The list of international promotions who have had working relationships with Impact, in its various incarnations, is a lengthy one. I’m not going to lie and say that they’ve always made excellent use of these relationships, and the talent that has moved through their roster because of them, but, for a variety of reasons, they have always excited me.
Right now, Global Force Wrestling has working relationships with Pro Wrestling NOAH, AAA, and The Crash. Perhaps not too surprisingly they have already begun to lean on these relationships to bolster their roster and provide fresh, distinct match ups to their viewing audience. Most prominently featured, thus far, and becoming semi-regulars in the process, are the team of Garza Jr. and Laredo Kid, courtesy of The Crash. For many weeks now this pair have featured in the Tag Team landscape and have garnered for themselves a fair bit of love from those paying attention to the product.
In more recent weeks, Impact Wrestling’s audience have been treated to the spectacle of Drago and Taiji Ishimori being entered into the latest installment of the Super X Cup, a four-company interpromotional tag team title match at Slammiversary, and the sheer bewildering absurdity of a Naomichi Marufuji versus Moose match for the Impact Grand Championship. Impact Wrestling talent have also found themselves abroad, working in NOAH and The Crash themselves this year.
While many will cling to the well-documented story of Okada, as a young lion on excursion, having his time in TNA be a completely missed opportunity – and as hindsight would have it, woah yeah that’s a missed opportunity – few will give them credit for their successes. At present they have repeatedly used their inter-promotional guests to great effect, booking them to look strong in victory and defeat, making certain to set up their losses in ways that do not tarnish their value as special attractions for the brand. In doing this well enough they have elevated both the X and Tag Team divisions, injecting meaningful depth into a roster rife with instability, both looming and present. This presentation is respectful to their partner promotions and beneficial to making their own talent look competitive.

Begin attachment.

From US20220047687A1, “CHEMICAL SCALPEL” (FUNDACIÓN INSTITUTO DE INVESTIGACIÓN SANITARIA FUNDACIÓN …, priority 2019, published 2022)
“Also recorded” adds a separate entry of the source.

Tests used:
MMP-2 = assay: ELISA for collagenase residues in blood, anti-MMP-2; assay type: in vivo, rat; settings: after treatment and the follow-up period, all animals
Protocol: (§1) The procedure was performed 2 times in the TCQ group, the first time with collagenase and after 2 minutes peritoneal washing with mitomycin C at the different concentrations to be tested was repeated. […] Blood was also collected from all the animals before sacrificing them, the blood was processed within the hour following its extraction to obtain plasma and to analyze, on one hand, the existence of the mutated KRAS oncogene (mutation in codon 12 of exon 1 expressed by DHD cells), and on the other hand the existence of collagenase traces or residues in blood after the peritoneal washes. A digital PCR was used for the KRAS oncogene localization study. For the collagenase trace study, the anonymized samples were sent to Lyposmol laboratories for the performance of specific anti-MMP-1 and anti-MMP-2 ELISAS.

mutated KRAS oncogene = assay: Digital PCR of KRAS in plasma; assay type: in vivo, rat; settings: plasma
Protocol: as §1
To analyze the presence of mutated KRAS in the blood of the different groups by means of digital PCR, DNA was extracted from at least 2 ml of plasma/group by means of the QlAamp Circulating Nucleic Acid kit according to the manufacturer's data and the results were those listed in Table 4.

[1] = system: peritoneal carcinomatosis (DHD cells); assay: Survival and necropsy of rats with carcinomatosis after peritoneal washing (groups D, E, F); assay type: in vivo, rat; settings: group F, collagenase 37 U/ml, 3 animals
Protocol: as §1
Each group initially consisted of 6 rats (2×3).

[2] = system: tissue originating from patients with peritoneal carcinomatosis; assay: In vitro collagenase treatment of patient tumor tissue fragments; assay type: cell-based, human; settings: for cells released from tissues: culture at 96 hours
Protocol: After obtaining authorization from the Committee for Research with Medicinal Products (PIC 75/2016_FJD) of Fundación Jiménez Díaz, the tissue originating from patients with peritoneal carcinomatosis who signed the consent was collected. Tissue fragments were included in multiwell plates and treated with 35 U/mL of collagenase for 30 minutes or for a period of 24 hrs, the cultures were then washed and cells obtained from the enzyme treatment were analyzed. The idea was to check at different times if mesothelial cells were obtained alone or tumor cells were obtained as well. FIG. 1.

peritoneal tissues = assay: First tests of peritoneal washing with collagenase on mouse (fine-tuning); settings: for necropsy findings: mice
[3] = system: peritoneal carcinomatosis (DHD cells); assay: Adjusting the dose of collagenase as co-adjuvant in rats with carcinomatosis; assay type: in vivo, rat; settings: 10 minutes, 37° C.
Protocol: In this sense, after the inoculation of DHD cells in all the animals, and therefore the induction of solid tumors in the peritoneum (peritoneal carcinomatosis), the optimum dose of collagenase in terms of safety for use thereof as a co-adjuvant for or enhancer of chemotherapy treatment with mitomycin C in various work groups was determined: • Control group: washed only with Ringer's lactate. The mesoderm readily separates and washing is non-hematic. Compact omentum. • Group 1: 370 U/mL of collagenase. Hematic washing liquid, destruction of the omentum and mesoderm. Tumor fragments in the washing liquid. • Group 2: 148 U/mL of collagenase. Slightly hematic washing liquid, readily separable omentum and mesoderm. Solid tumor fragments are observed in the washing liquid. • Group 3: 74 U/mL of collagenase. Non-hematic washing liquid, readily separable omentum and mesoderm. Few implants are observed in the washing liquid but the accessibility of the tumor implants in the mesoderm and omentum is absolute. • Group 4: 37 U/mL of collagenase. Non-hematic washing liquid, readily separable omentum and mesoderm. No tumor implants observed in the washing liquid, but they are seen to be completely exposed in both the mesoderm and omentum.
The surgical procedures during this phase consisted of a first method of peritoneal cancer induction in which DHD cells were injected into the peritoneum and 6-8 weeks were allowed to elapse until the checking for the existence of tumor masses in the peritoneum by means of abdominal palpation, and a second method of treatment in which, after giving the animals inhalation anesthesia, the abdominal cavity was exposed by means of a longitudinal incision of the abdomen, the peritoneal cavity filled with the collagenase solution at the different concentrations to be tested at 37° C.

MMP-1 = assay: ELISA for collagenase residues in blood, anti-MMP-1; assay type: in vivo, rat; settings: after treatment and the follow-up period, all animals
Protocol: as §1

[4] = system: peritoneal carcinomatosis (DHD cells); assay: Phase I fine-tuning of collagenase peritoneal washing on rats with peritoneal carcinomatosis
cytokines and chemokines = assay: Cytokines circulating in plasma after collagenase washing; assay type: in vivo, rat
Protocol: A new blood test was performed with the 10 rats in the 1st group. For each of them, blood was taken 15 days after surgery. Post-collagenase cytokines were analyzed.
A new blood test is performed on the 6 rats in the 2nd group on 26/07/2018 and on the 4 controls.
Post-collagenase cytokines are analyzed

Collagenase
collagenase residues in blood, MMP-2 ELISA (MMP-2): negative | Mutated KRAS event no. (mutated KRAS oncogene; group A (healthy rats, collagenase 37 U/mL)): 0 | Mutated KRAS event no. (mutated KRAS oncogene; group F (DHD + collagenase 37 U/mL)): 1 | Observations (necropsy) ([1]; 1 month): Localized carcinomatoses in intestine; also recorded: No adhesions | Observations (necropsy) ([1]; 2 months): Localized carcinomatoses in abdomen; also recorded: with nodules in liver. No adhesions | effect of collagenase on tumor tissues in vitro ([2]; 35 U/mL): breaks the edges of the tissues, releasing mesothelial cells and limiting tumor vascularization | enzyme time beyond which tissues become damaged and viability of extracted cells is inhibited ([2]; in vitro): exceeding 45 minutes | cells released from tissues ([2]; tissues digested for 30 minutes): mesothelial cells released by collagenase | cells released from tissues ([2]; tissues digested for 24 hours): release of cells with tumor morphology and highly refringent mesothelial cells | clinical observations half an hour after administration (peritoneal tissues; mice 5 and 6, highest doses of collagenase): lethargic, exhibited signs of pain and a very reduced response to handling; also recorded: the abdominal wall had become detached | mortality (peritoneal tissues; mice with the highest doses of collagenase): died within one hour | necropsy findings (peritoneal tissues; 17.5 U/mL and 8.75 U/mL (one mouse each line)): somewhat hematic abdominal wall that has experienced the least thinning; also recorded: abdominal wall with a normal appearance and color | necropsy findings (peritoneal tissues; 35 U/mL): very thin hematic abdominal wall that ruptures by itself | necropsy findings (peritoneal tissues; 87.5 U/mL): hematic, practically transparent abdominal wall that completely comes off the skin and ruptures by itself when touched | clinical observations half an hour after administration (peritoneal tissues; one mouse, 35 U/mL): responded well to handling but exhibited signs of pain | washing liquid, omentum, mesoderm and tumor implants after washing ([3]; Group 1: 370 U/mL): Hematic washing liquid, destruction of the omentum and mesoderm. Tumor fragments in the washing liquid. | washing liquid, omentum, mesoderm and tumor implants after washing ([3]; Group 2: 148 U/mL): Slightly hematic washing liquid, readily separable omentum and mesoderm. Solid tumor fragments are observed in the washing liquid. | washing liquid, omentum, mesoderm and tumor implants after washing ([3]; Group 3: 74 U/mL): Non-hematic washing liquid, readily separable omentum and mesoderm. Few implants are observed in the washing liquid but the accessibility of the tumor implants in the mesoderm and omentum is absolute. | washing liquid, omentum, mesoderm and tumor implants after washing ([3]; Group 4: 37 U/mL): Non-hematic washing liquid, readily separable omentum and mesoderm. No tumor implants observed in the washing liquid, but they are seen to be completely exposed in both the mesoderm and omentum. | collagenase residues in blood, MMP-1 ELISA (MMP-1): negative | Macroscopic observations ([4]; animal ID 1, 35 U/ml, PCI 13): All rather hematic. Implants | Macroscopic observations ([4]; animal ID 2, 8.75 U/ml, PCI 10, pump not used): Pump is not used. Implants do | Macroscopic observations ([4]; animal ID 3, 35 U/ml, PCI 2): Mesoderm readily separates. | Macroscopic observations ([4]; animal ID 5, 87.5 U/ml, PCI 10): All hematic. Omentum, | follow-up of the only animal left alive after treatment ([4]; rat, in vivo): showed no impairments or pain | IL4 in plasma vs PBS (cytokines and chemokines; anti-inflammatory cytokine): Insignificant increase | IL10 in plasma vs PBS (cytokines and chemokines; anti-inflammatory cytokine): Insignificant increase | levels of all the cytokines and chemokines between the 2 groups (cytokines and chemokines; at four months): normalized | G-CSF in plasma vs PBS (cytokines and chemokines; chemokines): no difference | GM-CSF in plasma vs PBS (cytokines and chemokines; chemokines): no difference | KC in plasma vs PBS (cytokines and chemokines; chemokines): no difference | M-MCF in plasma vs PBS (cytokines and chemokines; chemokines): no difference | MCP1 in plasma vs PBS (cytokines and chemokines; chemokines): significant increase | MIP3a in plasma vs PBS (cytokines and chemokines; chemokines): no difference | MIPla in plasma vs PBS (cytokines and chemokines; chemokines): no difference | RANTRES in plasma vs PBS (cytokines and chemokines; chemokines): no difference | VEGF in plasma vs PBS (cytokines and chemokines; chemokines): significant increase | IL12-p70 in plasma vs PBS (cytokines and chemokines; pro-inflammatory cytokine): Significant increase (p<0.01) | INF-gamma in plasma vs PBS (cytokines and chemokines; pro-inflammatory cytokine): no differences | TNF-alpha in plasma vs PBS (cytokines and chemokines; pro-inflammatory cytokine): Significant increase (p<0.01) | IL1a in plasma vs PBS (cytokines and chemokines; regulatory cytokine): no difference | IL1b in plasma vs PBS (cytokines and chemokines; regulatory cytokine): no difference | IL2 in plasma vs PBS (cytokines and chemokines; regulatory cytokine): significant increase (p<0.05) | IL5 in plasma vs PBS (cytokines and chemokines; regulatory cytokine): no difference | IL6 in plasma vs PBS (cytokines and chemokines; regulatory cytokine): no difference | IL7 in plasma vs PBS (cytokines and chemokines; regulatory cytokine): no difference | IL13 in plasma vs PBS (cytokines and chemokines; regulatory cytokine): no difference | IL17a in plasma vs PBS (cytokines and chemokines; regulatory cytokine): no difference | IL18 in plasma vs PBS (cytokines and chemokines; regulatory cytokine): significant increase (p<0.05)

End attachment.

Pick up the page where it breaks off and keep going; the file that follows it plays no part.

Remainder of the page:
While the tag division, post-Slammiversary, has been on a simmer with LAX’s involvement with El Patron, the X division is at a full boil with the Super X Cup, the budding feud between Sonjay Dutt and Trevor Lee, and the ascendancy of Matt Sydal all going on at the same time. That’s a lot of TV time dedicated to the division. The fresh match ups and high quality performances brought to Impact Wrestling by their international guests are a strong component in making that time worth watching. Not only do they book them into matches up and down the card, they spend a decent amount of energy introducing their audience to who these guests are, getting them over and giving them depth enough so that the audience feels it is safe to invest in them. Realistically I do not know how long the current selection of talent will be in play, but it doesn’t feel like they’re just going to be here for a short time and have no meaning to the greater whole. That feeling, in the moment, is possibly more valuable than whether or not they actually succeed at it because it has generated intrigue and buzz enough to get people talking.